Studies have shown that identical twins reared in different environments share similar personality traits, mannerisms, job choices, attitudes, and interests. These findings add to the belief that many behaviors are derived from genes.
Identical twins have identical DNA but differing environmental influences throughout their lives affect which genes are switched on or off. This is called epigenetic modification. A study of 80 pairs of human twins ranging in age from 3 to 74 showed that the youngest twins have relatively few epigenetic differences. The number of epigenetic differences between identical twins increases with age. 50-year-old twins had over three times the epigenetic difference of 3-year-old twins. Twins who had spent their lives apart (such as those adopted by two different sets of parents at birth) had the greatest difference. However, certain characteristics become more alike as twins age, such as IQ and personality. This phenomenon illustrates that genetics play a dominant role in many aspects of human characteristics and behavior.
Born to Vasanthi and Venkatesh Kini in 1964 in the most beautiful of coastal towns of Mangalore on 6th February 1964, Ravindra and Narendra were identical twins and brothers of Vidya who was about 16 months older to them. Early years were aptly captured by the enthusiasm for photography by their uncle Mohandas Baliga with some very interesting black and white pictures.
No ordinary lady could have possibly raised these two active and hyper boys. Always seeking mischief, action, attention and trouble, there could be books written about their childhood episodes – the narrator can only be their dear mother – who was the only one who could tell them apart until they started to dress in different clothes in middle school.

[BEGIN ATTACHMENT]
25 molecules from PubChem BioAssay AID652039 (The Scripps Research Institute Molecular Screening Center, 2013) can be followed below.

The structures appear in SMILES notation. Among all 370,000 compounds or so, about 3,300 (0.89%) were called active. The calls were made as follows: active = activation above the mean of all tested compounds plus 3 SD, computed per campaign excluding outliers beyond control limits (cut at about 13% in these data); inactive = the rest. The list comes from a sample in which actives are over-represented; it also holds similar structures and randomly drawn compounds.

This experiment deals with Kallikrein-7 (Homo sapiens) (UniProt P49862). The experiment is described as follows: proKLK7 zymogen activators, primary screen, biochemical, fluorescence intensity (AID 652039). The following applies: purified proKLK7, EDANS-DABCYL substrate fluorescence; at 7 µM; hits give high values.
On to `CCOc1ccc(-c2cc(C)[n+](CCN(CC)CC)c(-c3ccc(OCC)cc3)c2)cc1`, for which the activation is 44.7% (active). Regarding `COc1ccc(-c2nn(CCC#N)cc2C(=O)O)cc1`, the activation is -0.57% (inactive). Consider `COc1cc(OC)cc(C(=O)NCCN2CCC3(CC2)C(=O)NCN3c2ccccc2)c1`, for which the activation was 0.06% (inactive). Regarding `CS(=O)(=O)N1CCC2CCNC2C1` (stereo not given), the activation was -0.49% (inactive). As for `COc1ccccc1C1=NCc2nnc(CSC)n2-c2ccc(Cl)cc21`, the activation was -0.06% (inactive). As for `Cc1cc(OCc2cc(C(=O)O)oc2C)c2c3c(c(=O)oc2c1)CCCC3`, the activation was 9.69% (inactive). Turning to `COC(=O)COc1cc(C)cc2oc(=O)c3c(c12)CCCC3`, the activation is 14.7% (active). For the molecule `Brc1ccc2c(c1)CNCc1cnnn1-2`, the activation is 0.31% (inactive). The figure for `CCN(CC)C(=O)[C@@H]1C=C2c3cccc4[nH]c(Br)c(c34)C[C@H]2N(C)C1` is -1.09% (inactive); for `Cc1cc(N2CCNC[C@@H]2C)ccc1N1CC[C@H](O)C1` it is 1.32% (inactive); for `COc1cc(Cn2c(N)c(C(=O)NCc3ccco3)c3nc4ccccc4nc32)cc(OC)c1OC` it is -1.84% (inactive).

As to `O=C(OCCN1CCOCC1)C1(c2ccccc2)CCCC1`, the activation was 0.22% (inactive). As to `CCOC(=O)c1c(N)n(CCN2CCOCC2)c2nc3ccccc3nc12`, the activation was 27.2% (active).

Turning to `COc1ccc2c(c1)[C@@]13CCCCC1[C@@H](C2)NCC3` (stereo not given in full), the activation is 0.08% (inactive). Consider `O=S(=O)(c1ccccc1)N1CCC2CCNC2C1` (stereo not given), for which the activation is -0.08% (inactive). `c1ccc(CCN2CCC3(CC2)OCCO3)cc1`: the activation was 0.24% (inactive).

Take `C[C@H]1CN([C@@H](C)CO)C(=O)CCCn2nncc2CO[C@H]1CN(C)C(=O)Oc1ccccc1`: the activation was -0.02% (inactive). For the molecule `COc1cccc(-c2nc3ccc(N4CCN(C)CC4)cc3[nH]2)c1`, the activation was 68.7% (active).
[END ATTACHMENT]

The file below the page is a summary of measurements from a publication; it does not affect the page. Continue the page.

Being competitive and athletic, they did not need the rest of the world to tell them that they lived in a world where the fittest survived. So, from waking up to finishing breakfast to getting to the gates, studies, sports and contests, both competed hard with each other.
This self appraising system worked well all thru their school and college days. At the 11th grade, they decided to take different tracks. Ravindra took Commerce- proceeding to become a Cost Accountant and Narendra took Science- proceeding to become an Industrial Engineer.
Stories and episodes that highlight facts and musings about twins are many. I guess a separate blog of those is justified.
At the time of going to press, Ravindra lives with his wife Chandrika and two kids Abhay and Arjun in Bangalore. Narendra lives with his wife Sandhya and kids Pooja and varoon in San Ramon, CA. Despite miles and oceans apart, there are a few interesting parallels that have continued to leave the rest of the world wondering if there is a grand old conspiracy that these two have that they happen to have co-incidences happening on all walks of life. As for their opinion in the matter – they always have their standard reply – SMILE!
- Alexander Helios and Cleopatra Selene (1st century BC), twin children of Mark Antony and Cleopatra.
- Fausta and Faustus Cornelius Sulla (1st century BC), twin children of Lucius Cornelius Sulla.
- Saint Benedict and Saint Scholastica (6th century), founders of the religious Benedictine Order for monks and nuns.
- Berenguer Ramon II, Count of Barcelona and Ramon Berenguer II, Count of Barcelona, born in 1054.
- Waleran de Beaumont, Count of Meulan and Robert de Beaumont, 2nd Earl of Leicester, born in 1104.
- King Henry II of Castile and twin brother Fadrique of Trastamara (killed 1358).
- King James II of Scotland and Alexander Stewart, Duke of Rothesay, born in 1430.
- Jeanne and Victoire de Valois (born and died 1556), twin daughters of Henry II of France and Catherine de’ Medici.
- Henry Vaughan, poet, and Thomas Vaughan, philosopher, born in 1622.
- Hamnet and Judith Shakespeare, twin son and daughter of William Shakespeare.
Twins in sports
- Antonio Rodrigo Nogueira and Antonio Rogerio Nogueira, mixed martial artists
- Kenya Dandridge and Kidra Dandridge , basketball players
- Alberto and Carlos Arroyo, basketball players; Alberto in the BSN, Carlos in the National Basketball Association (NBA)
- Archil and Shota Arveladze (born 1973), Georgian international footballers
- Herbert and Wilfred Baddeley, British tennis players
- Ronde and Tiki Barber (born 1975), National Football League (NFL) players
- Antonia and Ferdinand Becherer, German Olympic figure skate team
- Alec and Eric Bedser (born 1918), England cricketers